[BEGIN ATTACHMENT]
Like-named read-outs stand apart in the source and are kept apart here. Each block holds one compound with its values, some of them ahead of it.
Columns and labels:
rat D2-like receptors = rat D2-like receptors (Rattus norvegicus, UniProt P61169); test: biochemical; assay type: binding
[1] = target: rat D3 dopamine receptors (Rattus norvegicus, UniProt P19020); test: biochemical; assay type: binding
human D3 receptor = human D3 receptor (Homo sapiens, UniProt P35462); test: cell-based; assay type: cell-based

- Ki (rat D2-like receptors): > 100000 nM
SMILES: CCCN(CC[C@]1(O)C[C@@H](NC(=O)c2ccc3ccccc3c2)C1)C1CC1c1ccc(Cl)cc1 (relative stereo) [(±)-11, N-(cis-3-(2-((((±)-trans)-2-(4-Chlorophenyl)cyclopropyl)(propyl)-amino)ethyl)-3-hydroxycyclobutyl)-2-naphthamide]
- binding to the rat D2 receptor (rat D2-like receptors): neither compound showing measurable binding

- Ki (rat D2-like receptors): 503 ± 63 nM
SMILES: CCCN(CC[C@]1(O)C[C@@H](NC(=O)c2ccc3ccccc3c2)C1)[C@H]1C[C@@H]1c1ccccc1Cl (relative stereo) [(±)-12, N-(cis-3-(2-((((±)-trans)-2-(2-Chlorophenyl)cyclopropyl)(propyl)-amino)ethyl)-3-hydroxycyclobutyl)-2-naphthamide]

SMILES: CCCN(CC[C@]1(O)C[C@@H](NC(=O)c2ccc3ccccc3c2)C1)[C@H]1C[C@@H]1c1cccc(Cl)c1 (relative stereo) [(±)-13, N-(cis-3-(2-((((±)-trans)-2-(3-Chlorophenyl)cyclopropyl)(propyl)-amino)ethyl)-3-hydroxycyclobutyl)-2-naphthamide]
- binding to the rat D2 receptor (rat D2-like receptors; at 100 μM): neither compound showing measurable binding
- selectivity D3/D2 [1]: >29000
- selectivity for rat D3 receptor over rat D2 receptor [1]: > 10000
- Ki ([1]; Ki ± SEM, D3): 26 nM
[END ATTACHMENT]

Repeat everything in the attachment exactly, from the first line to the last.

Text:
Like-named read-outs stand apart in the source and are kept apart here. Each block holds one compound with its values, some of them ahead of it.
Columns and labels:
rat D2-like receptors = rat D2-like receptors (Rattus norvegicus, UniProt P61169); test: biochemical; assay type: binding
[1] = target: rat D3 dopamine receptors (Rattus norvegicus, UniProt P19020); test: biochemical; assay type: binding
human D3 receptor = human D3 receptor (Homo sapiens, UniProt P35462); test: cell-based; assay type: cell-based

- Ki (rat D2-like receptors): > 100000 nM
SMILES: CCCN(CC[C@]1(O)C[C@@H](NC(=O)c2ccc3ccccc3c2)C1)C1CC1c1ccc(Cl)cc1 (relative stereo) [(±)-11, N-(cis-3-(2-((((±)-trans)-2-(4-Chlorophenyl)cyclopropyl)(propyl)-amino)ethyl)-3-hydroxycyclobutyl)-2-naphthamide]
- binding to the rat D2 receptor (rat D2-like receptors): neither compound showing measurable binding

- Ki (rat D2-like receptors): 503 ± 63 nM
SMILES: CCCN(CC[C@]1(O)C[C@@H](NC(=O)c2ccc3ccccc3c2)C1)[C@H]1C[C@@H]1c1ccccc1Cl (relative stereo) [(±)-12, N-(cis-3-(2-((((±)-trans)-2-(2-Chlorophenyl)cyclopropyl)(propyl)-amino)ethyl)-3-hydroxycyclobutyl)-2-naphthamide]

SMILES: CCCN(CC[C@]1(O)C[C@@H](NC(=O)c2ccc3ccccc3c2)C1)[C@H]1C[C@@H]1c1cccc(Cl)c1 (relative stereo) [(±)-13, N-(cis-3-(2-((((±)-trans)-2-(3-Chlorophenyl)cyclopropyl)(propyl)-amino)ethyl)-3-hydroxycyclobutyl)-2-naphthamide]
- binding to the rat D2 receptor (rat D2-like receptors; at 100 μM): neither compound showing measurable binding
- selectivity D3/D2 [1]: >29000
- selectivity for rat D3 receptor over rat D2 receptor [1]: > 10000
- Ki ([1]; Ki ± SEM, D3): 26 nM